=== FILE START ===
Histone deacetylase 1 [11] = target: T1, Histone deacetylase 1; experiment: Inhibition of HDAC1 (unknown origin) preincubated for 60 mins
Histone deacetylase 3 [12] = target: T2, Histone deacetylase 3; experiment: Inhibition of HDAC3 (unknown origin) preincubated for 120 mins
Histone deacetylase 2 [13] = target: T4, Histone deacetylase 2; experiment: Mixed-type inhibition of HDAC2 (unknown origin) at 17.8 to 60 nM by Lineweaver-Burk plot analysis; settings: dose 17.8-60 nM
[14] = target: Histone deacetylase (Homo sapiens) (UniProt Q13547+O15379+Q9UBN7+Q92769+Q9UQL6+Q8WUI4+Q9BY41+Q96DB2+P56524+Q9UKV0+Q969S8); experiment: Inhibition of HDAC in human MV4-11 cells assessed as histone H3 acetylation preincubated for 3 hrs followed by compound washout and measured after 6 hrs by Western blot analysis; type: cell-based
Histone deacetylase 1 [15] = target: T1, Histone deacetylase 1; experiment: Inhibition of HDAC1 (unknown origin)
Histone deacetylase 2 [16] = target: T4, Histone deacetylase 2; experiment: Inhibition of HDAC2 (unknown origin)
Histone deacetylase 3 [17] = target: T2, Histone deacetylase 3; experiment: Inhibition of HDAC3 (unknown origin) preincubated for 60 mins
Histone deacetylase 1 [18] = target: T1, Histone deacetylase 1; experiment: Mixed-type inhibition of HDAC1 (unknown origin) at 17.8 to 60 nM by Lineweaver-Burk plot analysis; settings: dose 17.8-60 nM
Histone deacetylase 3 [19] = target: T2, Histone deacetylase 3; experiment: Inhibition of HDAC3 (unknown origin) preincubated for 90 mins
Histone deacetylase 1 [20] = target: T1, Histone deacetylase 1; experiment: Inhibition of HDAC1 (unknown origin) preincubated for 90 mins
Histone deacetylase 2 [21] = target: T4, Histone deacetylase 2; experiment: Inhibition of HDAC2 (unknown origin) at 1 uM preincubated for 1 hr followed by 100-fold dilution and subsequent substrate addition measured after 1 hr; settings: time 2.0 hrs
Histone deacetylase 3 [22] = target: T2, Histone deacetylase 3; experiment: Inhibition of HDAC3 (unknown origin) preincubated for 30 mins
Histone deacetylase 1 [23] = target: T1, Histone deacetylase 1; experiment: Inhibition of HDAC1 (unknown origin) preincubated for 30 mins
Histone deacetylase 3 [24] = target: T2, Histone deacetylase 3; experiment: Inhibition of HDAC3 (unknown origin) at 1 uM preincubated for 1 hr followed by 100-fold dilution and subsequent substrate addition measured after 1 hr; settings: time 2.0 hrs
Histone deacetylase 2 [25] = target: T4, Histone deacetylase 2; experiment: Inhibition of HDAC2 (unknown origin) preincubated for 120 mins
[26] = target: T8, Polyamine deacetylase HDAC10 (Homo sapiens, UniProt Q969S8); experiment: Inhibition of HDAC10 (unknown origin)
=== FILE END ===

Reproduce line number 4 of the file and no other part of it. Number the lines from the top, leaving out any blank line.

[14] = target: Histone deacetylase (Homo sapiens) (UniProt Q13547+O15379+Q9UBN7+Q92769+Q9UQL6+Q8WUI4+Q9BY41+Q96DB2+P56524+Q9UKV0+Q969S8); experiment: Inhibition of HDAC in human MV4-11 cells assessed as histone H3 acetylation preincubated for 3 hrs followed by compound washout and measured after 6 hrs by Western blot analysis; type: cell-based